Postal Services all over the world are coping with declines in letter mail thanks in great part to the Internet and email, and many have looked for new sources of revenue. The U.S. Postal Service is no exception and has run nine market tests of “experimental products,” including the Metro Post same-day delivery service.
Because the USPS is regulated, it must run such tests past the Postal Regulatory Commission (PRC). On Thursday, the PRC issued final regulations that establish new procedures concerning such requests, saying it had considered lessons learned from past market tests in creating the new rules.
“The regulations balance the Commission’s oversight authority over market tests with the Postal Service’s need for flexibility to test new product ideas,” the commission wrote in its announcement. They also include safeguards to avoid disruptions to the commercial marketplace.
The rules also discuss the elements the Postal Service must include in a market test proposal, the PRC’s review process, revenue and time limitations, data to be collected from a market test, and the mechanisms by which the Postal Service can seek to change market tests or transition experimental products to permanent products.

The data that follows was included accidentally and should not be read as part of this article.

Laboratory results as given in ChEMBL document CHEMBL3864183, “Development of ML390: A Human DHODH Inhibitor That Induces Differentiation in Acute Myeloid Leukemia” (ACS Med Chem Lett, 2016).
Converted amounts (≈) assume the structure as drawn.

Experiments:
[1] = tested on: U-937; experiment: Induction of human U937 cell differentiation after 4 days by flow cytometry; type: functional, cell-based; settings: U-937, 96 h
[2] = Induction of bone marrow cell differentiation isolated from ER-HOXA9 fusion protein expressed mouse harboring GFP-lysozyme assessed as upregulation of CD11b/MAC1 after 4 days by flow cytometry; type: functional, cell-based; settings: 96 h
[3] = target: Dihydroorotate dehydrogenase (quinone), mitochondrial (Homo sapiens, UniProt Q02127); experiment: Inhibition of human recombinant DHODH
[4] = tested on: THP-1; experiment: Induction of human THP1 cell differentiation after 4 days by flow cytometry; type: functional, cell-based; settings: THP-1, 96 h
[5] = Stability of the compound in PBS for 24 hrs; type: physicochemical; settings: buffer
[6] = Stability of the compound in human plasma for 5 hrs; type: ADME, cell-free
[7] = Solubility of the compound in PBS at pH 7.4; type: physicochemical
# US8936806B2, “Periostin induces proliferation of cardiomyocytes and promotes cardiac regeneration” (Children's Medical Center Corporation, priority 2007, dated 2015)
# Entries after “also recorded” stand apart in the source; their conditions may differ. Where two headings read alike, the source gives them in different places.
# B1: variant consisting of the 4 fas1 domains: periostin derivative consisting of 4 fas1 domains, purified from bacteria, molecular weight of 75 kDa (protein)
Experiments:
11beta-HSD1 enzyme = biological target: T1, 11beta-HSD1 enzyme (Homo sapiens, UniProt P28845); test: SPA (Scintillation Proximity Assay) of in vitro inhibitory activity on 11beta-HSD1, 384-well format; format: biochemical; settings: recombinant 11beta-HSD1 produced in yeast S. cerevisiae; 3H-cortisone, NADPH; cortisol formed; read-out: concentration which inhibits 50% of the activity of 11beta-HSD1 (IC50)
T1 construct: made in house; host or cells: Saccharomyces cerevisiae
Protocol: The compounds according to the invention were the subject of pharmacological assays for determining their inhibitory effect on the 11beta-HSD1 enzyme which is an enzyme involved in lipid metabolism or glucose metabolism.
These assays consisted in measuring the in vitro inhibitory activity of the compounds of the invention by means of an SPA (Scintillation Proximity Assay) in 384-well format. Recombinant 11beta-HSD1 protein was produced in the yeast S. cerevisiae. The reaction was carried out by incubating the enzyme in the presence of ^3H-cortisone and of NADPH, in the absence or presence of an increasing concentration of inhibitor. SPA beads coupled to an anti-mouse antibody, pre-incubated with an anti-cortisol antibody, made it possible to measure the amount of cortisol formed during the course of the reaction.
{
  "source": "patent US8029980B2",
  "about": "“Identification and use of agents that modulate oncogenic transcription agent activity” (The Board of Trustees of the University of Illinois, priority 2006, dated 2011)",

The USPS ran a test of same-day delivery in San Francisco, but the Office of Inspector General for the USPS found the Postal Service did not properly implement the pilot test (see, USPS Ends Same-Day Delivery Pilot in San Francisco).
As part of the new rules, the PRC outlines detailed data collection and reporting requirements – including a data-collection plan that must include revenue and costs.
The PRC said that to date, it had approved nine requests filed by the Postal Service to conduct market tests and granted extensions of four market tests; authorized two exemptions from the revenue limitation; and granted three requests to make experimental products permanent.